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DeSantis offers few specifics on math textbooks that have been rejected by the state

Florida Gov. Ron DeSantis speaks during a news conference, Feb. 1, 2022, in Miami.
Rebecca Blackwell
/
AP
Florida Gov. Ron DeSantis speaks during a news conference, Feb. 1, 2022, in Miami.

After a high-profile announcement Friday about rejecting math textbooks submitted for adoption by the state, Gov. Ron DeSantis and the Florida Department of Education are providing few details about how the books violated state academic standards.

The Department of Education on Friday said the books did not make an initial adoption list because they included “prohibited topics” or were inconsistent with state standards. The department said 54 of 132 submitted textbooks, or 41 percent, were rejected.

“Reasons for rejecting textbooks included references to Critical Race Theory (CRT), inclusions of Common Core and the unsolicited addition of Social Emotional Learning (SEL) in mathematics,” a news release from the department said.

But the news release, which was titled, “Florida Rejects Publishers’ Attempts to Indoctrinate Students,” did not provide examples of questions or other details that would show why the books were rejected. Democrats have alleged political motivations as DeSantis tries to appeal to conservative voters.

Critical race theory is based on the premise that racism is embedded in American institutions, and has been a target of DeSantis, state legislative leaders and other Republicans across the country.

Social and emotional learning is a set of processes by which students learn to do things such as manage emotions, “feel and show empathy for others” and maintain relationships, according to the National Center on Safe Supportive Learning Environments, which is funded by the U.S Department of Education.

DeSantis introduced the state’s Benchmarks for Excellent Student Thinking Standards, or BEST Standards, in 2020. The governor billed the new education guidelines as a replacement for the politically unpopular Common Core standards that were used in the past in Florida.

Textbooks for kindergarten through fifth-grade students were rejected at the highest rate, with 71 percent of materials turned away.

“It seems that some publishers attempted to slap a coat of paint on an old house built on the foundation of Common Core, and indoctrinating concepts like race essentialism, especially, bizarrely, for elementary school students,” DeSantis said in the Friday news release.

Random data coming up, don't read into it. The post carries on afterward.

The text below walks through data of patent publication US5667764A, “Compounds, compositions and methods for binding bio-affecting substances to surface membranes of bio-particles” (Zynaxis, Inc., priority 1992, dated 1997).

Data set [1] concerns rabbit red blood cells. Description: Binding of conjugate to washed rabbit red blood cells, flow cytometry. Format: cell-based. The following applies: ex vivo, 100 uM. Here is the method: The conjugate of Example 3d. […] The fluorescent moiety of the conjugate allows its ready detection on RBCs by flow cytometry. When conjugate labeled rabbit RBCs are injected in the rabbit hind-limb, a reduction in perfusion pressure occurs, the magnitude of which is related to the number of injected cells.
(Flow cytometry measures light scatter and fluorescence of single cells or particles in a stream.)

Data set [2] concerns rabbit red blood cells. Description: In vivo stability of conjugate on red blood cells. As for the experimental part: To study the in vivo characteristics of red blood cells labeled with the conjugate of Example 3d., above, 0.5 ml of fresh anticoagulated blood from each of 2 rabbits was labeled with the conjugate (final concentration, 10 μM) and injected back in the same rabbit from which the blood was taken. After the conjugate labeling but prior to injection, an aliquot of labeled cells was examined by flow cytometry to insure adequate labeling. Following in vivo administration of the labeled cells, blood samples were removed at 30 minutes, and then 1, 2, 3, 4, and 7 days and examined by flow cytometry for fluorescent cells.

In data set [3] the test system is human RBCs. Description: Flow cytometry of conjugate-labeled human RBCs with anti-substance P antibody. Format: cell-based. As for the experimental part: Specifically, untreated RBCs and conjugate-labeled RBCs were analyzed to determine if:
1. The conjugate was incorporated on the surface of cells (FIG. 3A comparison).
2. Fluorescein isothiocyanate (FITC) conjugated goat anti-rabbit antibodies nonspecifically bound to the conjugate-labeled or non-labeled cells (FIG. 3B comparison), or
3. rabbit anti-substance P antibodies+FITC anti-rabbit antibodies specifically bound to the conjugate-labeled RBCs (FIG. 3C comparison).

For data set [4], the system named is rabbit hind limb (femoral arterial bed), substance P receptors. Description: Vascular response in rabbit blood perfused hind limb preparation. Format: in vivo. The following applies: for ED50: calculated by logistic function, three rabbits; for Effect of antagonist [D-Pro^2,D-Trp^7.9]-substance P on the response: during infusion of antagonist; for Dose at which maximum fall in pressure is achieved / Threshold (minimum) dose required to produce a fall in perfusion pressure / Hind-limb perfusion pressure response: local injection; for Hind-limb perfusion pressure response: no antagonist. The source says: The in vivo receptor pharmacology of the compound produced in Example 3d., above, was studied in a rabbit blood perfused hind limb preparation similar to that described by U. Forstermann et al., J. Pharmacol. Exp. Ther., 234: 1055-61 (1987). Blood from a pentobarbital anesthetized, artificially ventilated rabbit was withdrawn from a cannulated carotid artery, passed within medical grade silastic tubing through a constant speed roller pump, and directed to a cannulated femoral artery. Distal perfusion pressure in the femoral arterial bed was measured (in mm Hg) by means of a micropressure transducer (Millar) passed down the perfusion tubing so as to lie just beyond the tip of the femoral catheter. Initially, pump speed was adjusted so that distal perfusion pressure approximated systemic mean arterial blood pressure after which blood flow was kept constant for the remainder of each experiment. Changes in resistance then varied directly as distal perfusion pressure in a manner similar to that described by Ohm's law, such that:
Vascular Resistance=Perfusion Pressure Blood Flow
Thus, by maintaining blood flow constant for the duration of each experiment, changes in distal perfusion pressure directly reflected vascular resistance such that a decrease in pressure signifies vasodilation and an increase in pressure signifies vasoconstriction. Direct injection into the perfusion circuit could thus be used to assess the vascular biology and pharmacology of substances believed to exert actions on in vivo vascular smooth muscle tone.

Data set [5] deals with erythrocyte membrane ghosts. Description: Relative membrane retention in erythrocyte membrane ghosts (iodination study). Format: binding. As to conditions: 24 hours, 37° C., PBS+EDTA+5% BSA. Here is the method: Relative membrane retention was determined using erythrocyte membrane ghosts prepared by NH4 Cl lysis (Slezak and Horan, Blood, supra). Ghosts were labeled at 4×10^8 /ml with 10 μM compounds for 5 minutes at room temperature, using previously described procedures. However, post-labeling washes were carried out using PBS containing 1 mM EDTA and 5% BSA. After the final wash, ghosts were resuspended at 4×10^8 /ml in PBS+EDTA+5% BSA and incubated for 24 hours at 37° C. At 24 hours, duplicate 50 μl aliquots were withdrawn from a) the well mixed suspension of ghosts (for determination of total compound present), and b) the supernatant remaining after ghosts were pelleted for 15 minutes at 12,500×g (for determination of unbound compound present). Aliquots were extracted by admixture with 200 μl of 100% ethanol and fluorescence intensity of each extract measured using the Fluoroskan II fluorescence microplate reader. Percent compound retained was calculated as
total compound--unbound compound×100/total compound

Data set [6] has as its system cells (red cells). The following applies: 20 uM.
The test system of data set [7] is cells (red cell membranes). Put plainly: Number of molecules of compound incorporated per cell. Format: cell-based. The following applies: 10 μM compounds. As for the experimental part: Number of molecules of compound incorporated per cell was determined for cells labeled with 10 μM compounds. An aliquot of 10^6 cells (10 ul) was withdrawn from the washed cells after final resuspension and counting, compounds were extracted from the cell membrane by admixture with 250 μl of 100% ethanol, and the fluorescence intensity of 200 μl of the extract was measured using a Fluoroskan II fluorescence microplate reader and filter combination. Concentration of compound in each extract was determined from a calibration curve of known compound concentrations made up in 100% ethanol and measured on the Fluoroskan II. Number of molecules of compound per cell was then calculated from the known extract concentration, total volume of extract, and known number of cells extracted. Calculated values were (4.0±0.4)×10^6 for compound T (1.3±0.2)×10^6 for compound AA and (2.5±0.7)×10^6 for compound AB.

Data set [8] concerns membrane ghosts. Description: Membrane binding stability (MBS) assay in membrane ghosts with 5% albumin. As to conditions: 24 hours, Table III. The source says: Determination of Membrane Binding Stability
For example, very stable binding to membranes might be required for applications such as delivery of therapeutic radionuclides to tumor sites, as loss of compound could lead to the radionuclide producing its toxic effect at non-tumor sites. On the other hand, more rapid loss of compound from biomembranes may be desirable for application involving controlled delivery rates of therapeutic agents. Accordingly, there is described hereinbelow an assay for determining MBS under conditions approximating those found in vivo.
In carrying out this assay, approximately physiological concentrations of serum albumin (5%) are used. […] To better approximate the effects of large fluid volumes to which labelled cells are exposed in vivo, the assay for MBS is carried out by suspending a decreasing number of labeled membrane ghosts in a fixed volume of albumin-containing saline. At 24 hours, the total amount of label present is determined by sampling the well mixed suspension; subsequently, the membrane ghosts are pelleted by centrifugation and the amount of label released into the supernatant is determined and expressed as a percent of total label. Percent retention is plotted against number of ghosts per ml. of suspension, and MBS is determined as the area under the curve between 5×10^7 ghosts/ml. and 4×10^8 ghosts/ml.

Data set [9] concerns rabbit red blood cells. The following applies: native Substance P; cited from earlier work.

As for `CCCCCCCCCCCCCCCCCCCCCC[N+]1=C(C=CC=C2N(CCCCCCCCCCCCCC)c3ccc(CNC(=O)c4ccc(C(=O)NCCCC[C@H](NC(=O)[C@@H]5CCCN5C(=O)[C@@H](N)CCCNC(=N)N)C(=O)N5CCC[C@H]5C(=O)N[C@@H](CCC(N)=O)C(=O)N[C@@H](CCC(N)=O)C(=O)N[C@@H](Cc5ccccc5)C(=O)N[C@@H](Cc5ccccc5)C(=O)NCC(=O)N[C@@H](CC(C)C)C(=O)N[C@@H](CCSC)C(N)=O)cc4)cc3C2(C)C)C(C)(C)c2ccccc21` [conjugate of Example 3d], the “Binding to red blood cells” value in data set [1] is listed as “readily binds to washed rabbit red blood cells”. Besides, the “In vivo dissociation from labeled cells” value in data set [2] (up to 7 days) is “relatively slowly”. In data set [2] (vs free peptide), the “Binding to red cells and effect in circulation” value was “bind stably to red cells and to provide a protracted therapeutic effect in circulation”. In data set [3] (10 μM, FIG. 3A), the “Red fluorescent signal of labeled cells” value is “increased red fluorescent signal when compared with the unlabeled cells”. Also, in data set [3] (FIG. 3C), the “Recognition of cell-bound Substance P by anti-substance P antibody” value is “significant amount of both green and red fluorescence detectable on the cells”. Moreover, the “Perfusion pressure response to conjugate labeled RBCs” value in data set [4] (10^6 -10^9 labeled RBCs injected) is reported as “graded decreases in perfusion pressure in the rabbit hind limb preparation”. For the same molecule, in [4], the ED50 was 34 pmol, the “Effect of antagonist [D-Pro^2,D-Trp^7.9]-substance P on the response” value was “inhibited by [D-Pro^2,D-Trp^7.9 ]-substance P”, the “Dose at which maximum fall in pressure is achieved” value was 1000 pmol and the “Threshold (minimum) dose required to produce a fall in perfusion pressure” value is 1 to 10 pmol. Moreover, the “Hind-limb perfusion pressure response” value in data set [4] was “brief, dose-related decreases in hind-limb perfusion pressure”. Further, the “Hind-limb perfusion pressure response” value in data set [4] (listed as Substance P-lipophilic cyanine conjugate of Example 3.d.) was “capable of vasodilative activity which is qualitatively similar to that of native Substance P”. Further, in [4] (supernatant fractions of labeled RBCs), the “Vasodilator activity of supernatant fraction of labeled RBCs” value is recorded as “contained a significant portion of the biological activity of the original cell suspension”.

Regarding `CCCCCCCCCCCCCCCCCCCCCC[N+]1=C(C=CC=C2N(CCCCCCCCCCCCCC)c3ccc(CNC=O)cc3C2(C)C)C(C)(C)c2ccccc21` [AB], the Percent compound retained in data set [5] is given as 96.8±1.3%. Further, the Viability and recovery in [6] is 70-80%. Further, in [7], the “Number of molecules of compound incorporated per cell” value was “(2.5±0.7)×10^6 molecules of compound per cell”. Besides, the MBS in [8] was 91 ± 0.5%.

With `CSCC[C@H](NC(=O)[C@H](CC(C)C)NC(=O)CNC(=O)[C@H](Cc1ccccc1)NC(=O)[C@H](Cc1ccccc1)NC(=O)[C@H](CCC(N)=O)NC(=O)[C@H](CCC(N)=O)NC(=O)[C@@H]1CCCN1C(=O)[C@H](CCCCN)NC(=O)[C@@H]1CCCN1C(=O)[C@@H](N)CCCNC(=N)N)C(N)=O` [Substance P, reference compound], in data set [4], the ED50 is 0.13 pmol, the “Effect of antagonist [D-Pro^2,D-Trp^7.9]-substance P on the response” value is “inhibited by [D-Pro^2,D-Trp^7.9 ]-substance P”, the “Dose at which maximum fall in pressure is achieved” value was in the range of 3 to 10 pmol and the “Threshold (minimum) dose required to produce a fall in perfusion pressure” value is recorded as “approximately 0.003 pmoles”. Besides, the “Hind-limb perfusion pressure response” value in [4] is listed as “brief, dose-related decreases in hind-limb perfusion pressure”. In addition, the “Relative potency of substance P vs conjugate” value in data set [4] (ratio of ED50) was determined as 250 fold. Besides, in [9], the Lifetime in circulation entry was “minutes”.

Asked Monday for specifics about how the rejected textbooks violated state standards in those three categories, DeSantis said he would like for that information to be made public but he “respects the process” that has kept the education department from releasing it.

“I would say, one, talk to the Department of Education for more background on it. What they have told me is that there is an appeal process that the textbook publishers can go through. And right now, what’s in their textbooks is considered proprietary information. So, I would be perfectly fine with doing that. That’s just not been their standard of practice. And it’s not because they don't want to release, it’s just because these are textbooks and this is how they do it,” DeSantis told reporters during an appearance in Jacksonville.

The Department of Education did not provide specifics on why the textbooks were rejected when asked Monday by The News Service of Florida. The department in an email provided information about the textbook adoption process and confirmed that textbook companies can appeal the rejections.

But the Democratic Governors Association on Monday called for the state to release information about the rejections.

“DeSantis’ silence on the specifics of his divisive and dangerous book ban makes it clear it’s just another one of his crusades to further his own political ambitions,” a news release from the association said.

Free-speech organization PEN America said the education department’s rejection of the books “raises serious concerns” about why the decisions were made.

“The Florida Department of Education’s rejection of 41 percent of math textbooks submitted to the state — including 71 percent of textbooks for grades K-5 — on the grounds that they include ‘references to critical race theory’ or ‘social emotional learning’ demonstrates how broadly ‘educational gag orders’ can be wielded against a range of educational materials, and raises serious concerns about whether these decisions are being made based on pedagogy or politics,” Jeremy Young, senior manager of PEN America’s Free Expression and Education program, said in a statement.

But DeSantis on Monday defended the state’s rejection of the math textbooks.

“First, it doesn’t meet the standards. But second, you know, math is about getting the right answer. And we want kids to learn to think so they get the right answer. It’s not about how you feel about the problem,” the governor said.

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